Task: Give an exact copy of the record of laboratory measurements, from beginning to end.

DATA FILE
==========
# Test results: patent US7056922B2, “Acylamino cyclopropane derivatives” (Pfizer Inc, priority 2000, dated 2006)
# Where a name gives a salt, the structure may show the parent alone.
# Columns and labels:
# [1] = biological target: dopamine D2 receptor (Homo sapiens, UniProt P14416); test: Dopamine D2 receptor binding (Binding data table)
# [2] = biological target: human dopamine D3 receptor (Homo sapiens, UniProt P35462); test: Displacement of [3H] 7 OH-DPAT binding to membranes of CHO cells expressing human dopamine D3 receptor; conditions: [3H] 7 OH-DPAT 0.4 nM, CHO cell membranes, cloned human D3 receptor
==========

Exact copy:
# Test results: patent US7056922B2, “Acylamino cyclopropane derivatives” (Pfizer Inc, priority 2000, dated 2006)
# Where a name gives a salt, the structure may show the parent alone.
# Columns and labels:
# [1] = biological target: dopamine D2 receptor (Homo sapiens, UniProt P14416); test: Dopamine D2 receptor binding (Binding data table)
# [2] = biological target: human dopamine D3 receptor (Homo sapiens, UniProt P35462); test: Displacement of [3H] 7 OH-DPAT binding to membranes of CHO cells expressing human dopamine D3 receptor; conditions: [3H] 7 OH-DPAT 0.4 nM, CHO cell membranes, cloned human D3 receptor